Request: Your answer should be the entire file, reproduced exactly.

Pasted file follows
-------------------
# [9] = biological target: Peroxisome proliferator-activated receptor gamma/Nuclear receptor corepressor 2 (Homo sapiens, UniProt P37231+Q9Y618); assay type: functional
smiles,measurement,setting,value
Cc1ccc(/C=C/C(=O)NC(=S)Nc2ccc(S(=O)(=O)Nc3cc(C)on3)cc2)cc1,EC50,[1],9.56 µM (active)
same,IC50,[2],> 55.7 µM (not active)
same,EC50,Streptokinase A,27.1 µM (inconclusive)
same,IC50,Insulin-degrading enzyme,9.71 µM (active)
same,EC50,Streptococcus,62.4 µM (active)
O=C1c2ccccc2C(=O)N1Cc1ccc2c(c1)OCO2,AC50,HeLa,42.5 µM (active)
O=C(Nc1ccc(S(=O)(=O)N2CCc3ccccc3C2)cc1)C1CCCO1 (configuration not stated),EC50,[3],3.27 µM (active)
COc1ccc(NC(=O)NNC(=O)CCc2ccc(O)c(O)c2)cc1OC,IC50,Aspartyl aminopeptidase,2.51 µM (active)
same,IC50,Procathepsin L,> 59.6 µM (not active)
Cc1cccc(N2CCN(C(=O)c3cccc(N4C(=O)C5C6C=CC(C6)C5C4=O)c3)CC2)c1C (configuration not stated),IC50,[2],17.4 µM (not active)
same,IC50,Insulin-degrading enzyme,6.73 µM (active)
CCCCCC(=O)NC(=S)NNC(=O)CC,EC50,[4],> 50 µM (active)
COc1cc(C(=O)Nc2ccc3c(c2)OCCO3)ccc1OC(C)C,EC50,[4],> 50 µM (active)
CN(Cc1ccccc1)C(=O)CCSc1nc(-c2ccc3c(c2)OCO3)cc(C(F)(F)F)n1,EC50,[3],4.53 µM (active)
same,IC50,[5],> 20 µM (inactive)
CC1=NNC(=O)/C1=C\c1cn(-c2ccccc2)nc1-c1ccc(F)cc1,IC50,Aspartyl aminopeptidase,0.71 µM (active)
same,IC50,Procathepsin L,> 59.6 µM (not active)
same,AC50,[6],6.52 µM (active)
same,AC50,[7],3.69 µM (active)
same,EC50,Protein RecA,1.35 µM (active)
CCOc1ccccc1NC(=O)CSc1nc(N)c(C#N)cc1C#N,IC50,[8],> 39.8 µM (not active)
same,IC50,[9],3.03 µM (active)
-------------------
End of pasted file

# [9] = biological target: Peroxisome proliferator-activated receptor gamma/Nuclear receptor corepressor 2 (Homo sapiens, UniProt P37231+Q9Y618); assay type: functional
smiles,measurement,setting,value
Cc1ccc(/C=C/C(=O)NC(=S)Nc2ccc(S(=O)(=O)Nc3cc(C)on3)cc2)cc1,EC50,[1],9.56 µM (active)
same,IC50,[2],> 55.7 µM (not active)
same,EC50,Streptokinase A,27.1 µM (inconclusive)
same,IC50,Insulin-degrading enzyme,9.71 µM (active)
same,EC50,Streptococcus,62.4 µM (active)
O=C1c2ccccc2C(=O)N1Cc1ccc2c(c1)OCO2,AC50,HeLa,42.5 µM (active)
O=C(Nc1ccc(S(=O)(=O)N2CCc3ccccc3C2)cc1)C1CCCO1 (configuration not stated),EC50,[3],3.27 µM (active)
COc1ccc(NC(=O)NNC(=O)CCc2ccc(O)c(O)c2)cc1OC,IC50,Aspartyl aminopeptidase,2.51 µM (active)
same,IC50,Procathepsin L,> 59.6 µM (not active)
Cc1cccc(N2CCN(C(=O)c3cccc(N4C(=O)C5C6C=CC(C6)C5C4=O)c3)CC2)c1C (configuration not stated),IC50,[2],17.4 µM (not active)
same,IC50,Insulin-degrading enzyme,6.73 µM (active)
CCCCCC(=O)NC(=S)NNC(=O)CC,EC50,[4],> 50 µM (active)
COc1cc(C(=O)Nc2ccc3c(c2)OCCO3)ccc1OC(C)C,EC50,[4],> 50 µM (active)
CN(Cc1ccccc1)C(=O)CCSc1nc(-c2ccc3c(c2)OCO3)cc(C(F)(F)F)n1,EC50,[3],4.53 µM (active)
same,IC50,[5],> 20 µM (inactive)
CC1=NNC(=O)/C1=C\c1cn(-c2ccccc2)nc1-c1ccc(F)cc1,IC50,Aspartyl aminopeptidase,0.71 µM (active)
same,IC50,Procathepsin L,> 59.6 µM (not active)
same,AC50,[6],6.52 µM (active)
same,AC50,[7],3.69 µM (active)
same,EC50,Protein RecA,1.35 µM (active)
CCOc1ccccc1NC(=O)CSc1nc(N)c(C#N)cc1C#N,IC50,[8],> 39.8 µM (not active)
same,IC50,[9],3.03 µM (active)